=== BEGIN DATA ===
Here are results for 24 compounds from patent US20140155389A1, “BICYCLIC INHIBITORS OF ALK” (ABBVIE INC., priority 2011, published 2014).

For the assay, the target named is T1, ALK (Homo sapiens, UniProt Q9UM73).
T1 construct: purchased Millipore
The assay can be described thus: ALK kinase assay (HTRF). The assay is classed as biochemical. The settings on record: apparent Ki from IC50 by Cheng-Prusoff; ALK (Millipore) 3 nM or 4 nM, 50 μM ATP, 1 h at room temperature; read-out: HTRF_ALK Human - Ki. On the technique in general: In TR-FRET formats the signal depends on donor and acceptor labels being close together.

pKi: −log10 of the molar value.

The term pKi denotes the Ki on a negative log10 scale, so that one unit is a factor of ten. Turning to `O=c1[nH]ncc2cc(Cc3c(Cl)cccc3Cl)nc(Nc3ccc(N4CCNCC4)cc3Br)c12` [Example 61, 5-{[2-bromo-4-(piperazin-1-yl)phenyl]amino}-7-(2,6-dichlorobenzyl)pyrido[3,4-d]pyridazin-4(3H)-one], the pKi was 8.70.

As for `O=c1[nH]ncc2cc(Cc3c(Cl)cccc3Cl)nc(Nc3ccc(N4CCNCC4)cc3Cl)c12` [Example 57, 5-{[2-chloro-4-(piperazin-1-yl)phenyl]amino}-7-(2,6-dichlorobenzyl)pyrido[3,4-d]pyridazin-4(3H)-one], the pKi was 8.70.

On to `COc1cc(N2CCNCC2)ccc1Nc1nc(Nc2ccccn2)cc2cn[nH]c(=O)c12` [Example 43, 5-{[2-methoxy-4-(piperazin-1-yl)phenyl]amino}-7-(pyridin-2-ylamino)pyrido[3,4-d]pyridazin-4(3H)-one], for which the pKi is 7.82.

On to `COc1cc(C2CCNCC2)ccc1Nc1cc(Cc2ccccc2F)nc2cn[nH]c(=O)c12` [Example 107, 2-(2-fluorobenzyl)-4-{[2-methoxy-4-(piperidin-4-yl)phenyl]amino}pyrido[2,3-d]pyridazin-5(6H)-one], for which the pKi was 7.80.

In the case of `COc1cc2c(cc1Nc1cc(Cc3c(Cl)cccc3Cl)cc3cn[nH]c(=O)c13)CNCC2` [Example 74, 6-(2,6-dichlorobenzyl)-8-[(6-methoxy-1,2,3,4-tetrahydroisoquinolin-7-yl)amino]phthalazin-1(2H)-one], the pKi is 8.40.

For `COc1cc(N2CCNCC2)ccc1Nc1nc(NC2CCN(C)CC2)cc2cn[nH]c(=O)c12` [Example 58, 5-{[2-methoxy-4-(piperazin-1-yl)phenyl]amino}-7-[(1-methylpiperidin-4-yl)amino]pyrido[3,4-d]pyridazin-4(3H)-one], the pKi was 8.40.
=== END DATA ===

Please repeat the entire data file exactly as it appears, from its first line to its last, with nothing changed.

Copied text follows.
Here are results for 24 compounds from patent US20140155389A1, “BICYCLIC INHIBITORS OF ALK” (ABBVIE INC., priority 2011, published 2014).

For the assay, the target named is T1, ALK (Homo sapiens, UniProt Q9UM73).
T1 construct: purchased Millipore
The assay can be described thus: ALK kinase assay (HTRF). The assay is classed as biochemical. The settings on record: apparent Ki from IC50 by Cheng-Prusoff; ALK (Millipore) 3 nM or 4 nM, 50 μM ATP, 1 h at room temperature; read-out: HTRF_ALK Human - Ki. On the technique in general: In TR-FRET formats the signal depends on donor and acceptor labels being close together.

pKi: −log10 of the molar value.

The term pKi denotes the Ki on a negative log10 scale, so that one unit is a factor of ten. Turning to `O=c1[nH]ncc2cc(Cc3c(Cl)cccc3Cl)nc(Nc3ccc(N4CCNCC4)cc3Br)c12` [Example 61, 5-{[2-bromo-4-(piperazin-1-yl)phenyl]amino}-7-(2,6-dichlorobenzyl)pyrido[3,4-d]pyridazin-4(3H)-one], the pKi was 8.70.

As for `O=c1[nH]ncc2cc(Cc3c(Cl)cccc3Cl)nc(Nc3ccc(N4CCNCC4)cc3Cl)c12` [Example 57, 5-{[2-chloro-4-(piperazin-1-yl)phenyl]amino}-7-(2,6-dichlorobenzyl)pyrido[3,4-d]pyridazin-4(3H)-one], the pKi was 8.70.

On to `COc1cc(N2CCNCC2)ccc1Nc1nc(Nc2ccccn2)cc2cn[nH]c(=O)c12` [Example 43, 5-{[2-methoxy-4-(piperazin-1-yl)phenyl]amino}-7-(pyridin-2-ylamino)pyrido[3,4-d]pyridazin-4(3H)-one], for which the pKi is 7.82.

On to `COc1cc(C2CCNCC2)ccc1Nc1cc(Cc2ccccc2F)nc2cn[nH]c(=O)c12` [Example 107, 2-(2-fluorobenzyl)-4-{[2-methoxy-4-(piperidin-4-yl)phenyl]amino}pyrido[2,3-d]pyridazin-5(6H)-one], for which the pKi was 7.80.

In the case of `COc1cc2c(cc1Nc1cc(Cc3c(Cl)cccc3Cl)cc3cn[nH]c(=O)c13)CNCC2` [Example 74, 6-(2,6-dichlorobenzyl)-8-[(6-methoxy-1,2,3,4-tetrahydroisoquinolin-7-yl)amino]phthalazin-1(2H)-one], the pKi is 8.40.

For `COc1cc(N2CCNCC2)ccc1Nc1nc(NC2CCN(C)CC2)cc2cn[nH]c(=O)c12` [Example 58, 5-{[2-methoxy-4-(piperazin-1-yl)phenyl]amino}-7-[(1-methylpiperidin-4-yl)amino]pyrido[3,4-d]pyridazin-4(3H)-one], the pKi was 8.40.